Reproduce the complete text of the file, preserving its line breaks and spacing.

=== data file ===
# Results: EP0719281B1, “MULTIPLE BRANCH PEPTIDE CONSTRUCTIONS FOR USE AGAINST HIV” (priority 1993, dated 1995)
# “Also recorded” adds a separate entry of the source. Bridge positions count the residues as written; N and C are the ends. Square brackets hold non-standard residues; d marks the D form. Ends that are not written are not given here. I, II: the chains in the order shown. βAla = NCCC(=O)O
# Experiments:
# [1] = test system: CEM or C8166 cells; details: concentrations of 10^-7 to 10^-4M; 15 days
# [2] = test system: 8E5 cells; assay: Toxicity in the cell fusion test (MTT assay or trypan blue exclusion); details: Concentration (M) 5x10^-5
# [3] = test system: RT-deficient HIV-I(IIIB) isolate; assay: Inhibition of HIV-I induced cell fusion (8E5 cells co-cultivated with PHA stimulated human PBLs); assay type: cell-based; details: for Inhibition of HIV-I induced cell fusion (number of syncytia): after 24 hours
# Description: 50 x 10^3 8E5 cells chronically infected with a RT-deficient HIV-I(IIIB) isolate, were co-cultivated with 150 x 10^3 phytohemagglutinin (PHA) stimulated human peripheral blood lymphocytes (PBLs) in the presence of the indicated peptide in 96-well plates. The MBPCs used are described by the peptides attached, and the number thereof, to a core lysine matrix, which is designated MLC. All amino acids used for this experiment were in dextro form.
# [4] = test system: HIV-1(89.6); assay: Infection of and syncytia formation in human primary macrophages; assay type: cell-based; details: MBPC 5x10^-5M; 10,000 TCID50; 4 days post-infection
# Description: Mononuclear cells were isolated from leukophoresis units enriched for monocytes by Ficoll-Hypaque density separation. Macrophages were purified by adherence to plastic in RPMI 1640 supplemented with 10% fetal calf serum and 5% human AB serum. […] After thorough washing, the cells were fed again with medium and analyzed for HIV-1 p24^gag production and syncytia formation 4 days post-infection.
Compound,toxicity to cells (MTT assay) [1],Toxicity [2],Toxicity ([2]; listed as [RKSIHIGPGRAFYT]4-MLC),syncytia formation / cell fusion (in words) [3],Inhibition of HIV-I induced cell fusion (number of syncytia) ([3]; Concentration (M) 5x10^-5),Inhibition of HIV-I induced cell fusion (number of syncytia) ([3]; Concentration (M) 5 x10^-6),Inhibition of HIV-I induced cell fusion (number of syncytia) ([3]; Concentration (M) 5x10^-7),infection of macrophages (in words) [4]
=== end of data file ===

# Results: EP0719281B1, “MULTIPLE BRANCH PEPTIDE CONSTRUCTIONS FOR USE AGAINST HIV” (priority 1993, dated 1995)
# “Also recorded” adds a separate entry of the source. Bridge positions count the residues as written; N and C are the ends. Square brackets hold non-standard residues; d marks the D form. Ends that are not written are not given here. I, II: the chains in the order shown. βAla = NCCC(=O)O
# Experiments:
# [1] = test system: CEM or C8166 cells; details: concentrations of 10^-7 to 10^-4M; 15 days
# [2] = test system: 8E5 cells; assay: Toxicity in the cell fusion test (MTT assay or trypan blue exclusion); details: Concentration (M) 5x10^-5
# [3] = test system: RT-deficient HIV-I(IIIB) isolate; assay: Inhibition of HIV-I induced cell fusion (8E5 cells co-cultivated with PHA stimulated human PBLs); assay type: cell-based; details: for Inhibition of HIV-I induced cell fusion (number of syncytia): after 24 hours
# Description: 50 x 10^3 8E5 cells chronically infected with a RT-deficient HIV-I(IIIB) isolate, were co-cultivated with 150 x 10^3 phytohemagglutinin (PHA) stimulated human peripheral blood lymphocytes (PBLs) in the presence of the indicated peptide in 96-well plates. The MBPCs used are described by the peptides attached, and the number thereof, to a core lysine matrix, which is designated MLC. All amino acids used for this experiment were in dextro form.
# [4] = test system: HIV-1(89.6); assay: Infection of and syncytia formation in human primary macrophages; assay type: cell-based; details: MBPC 5x10^-5M; 10,000 TCID50; 4 days post-infection
# Description: Mononuclear cells were isolated from leukophoresis units enriched for monocytes by Ficoll-Hypaque density separation. Macrophages were purified by adherence to plastic in RPMI 1640 supplemented with 10% fetal calf serum and 5% human AB serum. […] After thorough washing, the cells were fed again with medium and analyzed for HIV-1 p24^gag production and syncytia formation 4 days post-infection.
Compound,toxicity to cells (MTT assay) [1],Toxicity [2],Toxicity ([2]; listed as [RKSIHIGPGRAFYT]4-MLC),syncytia formation / cell fusion (in words) [3],Inhibition of HIV-I induced cell fusion (number of syncytia) ([3]; Concentration (M) 5x10^-5),Inhibition of HIV-I induced cell fusion (number of syncytia) ([3]; Concentration (M) 5 x10^-6),Inhibition of HIV-I induced cell fusion (number of syncytia) ([3]; Concentration (M) 5x10^-7),infection of macrophages (in words) [4]